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ACCC Slam Facebook & Google For ‘Market Distortion’

The ACCC’s landmark ‘Digital Platforms Inquiry’ has slammed tech giants (notably Facebook and Google) for distorting the local market, impairing several businesses from competing “on their merits.”

Disclosed in a hotly anticipated 600-page report, the ACCC’s findings analyse the affect of digital tech giants on competitiveness, news accuracy, consumer data privacy and more.

The ‘world-first inquiry’ is being closely watched by international regulators, with today’s historic report tipped to have a ripple-effect globally.

The document includes 23 recommendations to remedy the adverse effects of digital tech giants, “many which flow on from the dominance of Google and Facebook.”

The ACCC has identified 5 core adverse affects, including Google and Facebook’s distortion of a fair marketplace, within advertising, media “and a range of other markets.”

“The dominant digital platforms’ response to the issues we have raised might best be described as ‘trust us’,” claims ACCC Chair, Rod Sims.

“There is nothing wrong with being highly focused on revenue growth and providing increasing value to shareholders; indeed it can be admired”

“But we believe the issues we have uncovered during this Inquiry are too important to be left to the companies themselves.”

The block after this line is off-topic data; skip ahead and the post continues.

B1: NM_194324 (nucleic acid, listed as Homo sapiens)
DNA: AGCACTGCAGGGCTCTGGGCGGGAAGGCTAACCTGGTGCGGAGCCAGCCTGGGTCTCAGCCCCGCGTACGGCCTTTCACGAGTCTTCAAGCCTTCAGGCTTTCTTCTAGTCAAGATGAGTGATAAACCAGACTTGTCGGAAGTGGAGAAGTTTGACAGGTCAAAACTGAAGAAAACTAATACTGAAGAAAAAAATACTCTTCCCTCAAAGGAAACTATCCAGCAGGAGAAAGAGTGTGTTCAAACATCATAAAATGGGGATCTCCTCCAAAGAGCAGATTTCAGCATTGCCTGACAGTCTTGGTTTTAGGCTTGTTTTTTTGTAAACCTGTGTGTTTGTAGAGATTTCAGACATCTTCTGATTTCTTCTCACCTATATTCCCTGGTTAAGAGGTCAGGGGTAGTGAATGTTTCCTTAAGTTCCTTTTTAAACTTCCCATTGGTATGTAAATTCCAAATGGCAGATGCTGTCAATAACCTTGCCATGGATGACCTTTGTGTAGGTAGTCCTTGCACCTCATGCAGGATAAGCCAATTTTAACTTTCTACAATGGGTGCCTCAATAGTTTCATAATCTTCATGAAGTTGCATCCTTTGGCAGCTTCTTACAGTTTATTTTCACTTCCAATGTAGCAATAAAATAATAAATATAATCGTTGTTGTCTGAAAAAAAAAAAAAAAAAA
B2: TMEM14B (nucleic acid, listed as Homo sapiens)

“Action on consumer law and privacy issues, as well as on competition law and policy, will all be vital in dealing with the problems associated with digital platforms’ market power and the accumulation of consumers’ data.”


The ACCC claims digital tech giants’ easy acquisition of start-ups has the potential to remove future competitive threats, and gain further market power via data access.

The watchdog is thereby recommending changes to Australia’s merger laws, expressly requiring consideration of competition, and consumer data.

The ACCC also wants tech giants to agree to a notification protocol, alerting the commission should proposed acquisitions which impact competition in Australia.

Concerns of privacy and protection also run throughout Inquiry findings, with some “problematic data practices” identified which could cause “consumer harm.”

The ACCC claims also it’s “well advanced” into several data practice investigations, to determine whether there has been a contravention of Australian Consumer Law.


The regulator is also recommending the introduction of a “general prohibition on unfair commercial practises” – for data practises that “do not neatly fit” within existing consumer law.

“Introducing this broad, flexible prohibition will increase consumer protections in fast-moving digital markets to safeguard consumers’ ability to make informed and genuine choices,” adds Mr Sims.

Recommendations include the prohibition of unfair contract terms attracting civil pecuniary penalties, “not just voidable as they are now.”

Other suggestions include a mandatory standard to bolster digital platforms’ internal dispute resolution process, with an ombudsman scheme established.

Concerning privacy, competition and consumer protection issues in digital markets, the ACCC proposes a strengthening of the Privacy Act, broader reform of privacy law, introducing a digital platform specific privacy code, plus a statutory tort for serious privacy invasions.

“We’re very concerned that current privacy policies offer consumers the illusion of control but instead are almost legal waivers that give digital platforms’ broad discretion about how they can use consumers’ data,” Mr Sims said.

“Due to growing concerns in this area, we believe some of the privacy reforms we have recommended should apply economy wide.”

Read the ACCC’s full Digital Platforms Inquiry here.

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